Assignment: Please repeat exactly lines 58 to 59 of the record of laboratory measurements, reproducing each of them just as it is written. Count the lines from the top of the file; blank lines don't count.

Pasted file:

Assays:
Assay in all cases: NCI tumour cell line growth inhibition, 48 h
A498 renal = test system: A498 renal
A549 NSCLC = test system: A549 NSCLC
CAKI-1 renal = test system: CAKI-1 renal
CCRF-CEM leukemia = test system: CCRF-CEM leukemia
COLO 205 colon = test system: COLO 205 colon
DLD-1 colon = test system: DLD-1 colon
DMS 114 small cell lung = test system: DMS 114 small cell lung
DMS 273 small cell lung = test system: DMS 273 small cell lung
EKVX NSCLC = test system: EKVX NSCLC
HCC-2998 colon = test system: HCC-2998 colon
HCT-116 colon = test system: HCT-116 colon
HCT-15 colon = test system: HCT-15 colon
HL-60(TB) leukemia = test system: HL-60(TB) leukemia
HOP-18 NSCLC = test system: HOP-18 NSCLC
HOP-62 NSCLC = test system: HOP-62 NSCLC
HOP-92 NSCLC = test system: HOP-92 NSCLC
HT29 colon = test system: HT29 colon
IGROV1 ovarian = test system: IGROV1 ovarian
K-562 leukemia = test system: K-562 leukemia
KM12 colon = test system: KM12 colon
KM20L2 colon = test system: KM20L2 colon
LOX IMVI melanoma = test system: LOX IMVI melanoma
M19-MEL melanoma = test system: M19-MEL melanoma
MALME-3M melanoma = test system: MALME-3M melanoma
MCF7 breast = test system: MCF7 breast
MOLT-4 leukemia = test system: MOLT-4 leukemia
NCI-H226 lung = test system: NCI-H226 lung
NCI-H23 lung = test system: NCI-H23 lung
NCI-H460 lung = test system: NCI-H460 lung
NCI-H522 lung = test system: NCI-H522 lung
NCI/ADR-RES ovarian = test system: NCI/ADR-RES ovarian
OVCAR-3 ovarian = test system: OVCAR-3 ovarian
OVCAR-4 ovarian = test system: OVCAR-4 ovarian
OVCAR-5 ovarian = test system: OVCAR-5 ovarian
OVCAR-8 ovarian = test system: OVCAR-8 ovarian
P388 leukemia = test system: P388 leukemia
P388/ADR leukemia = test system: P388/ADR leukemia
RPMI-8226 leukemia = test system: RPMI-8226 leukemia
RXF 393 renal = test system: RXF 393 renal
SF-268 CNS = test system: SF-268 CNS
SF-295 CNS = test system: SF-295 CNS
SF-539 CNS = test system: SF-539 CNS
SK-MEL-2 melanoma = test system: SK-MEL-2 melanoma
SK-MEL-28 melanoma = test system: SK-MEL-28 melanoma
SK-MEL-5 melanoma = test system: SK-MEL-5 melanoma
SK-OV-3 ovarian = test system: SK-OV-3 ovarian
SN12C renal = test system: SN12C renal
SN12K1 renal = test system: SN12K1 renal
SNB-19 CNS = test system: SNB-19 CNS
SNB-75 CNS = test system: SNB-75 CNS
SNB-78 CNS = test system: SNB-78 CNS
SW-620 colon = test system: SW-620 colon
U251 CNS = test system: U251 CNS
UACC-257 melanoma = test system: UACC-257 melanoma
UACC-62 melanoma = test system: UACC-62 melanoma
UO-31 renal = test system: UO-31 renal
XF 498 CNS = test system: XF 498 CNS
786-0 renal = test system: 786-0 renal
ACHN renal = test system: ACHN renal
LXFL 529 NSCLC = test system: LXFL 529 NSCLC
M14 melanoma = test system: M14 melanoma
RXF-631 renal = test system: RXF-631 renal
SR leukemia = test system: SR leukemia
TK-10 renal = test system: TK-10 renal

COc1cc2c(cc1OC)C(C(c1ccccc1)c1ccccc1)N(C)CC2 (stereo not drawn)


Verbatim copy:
UO-31 renal = test system: UO-31 renal
XF 498 CNS = test system: XF 498 CNS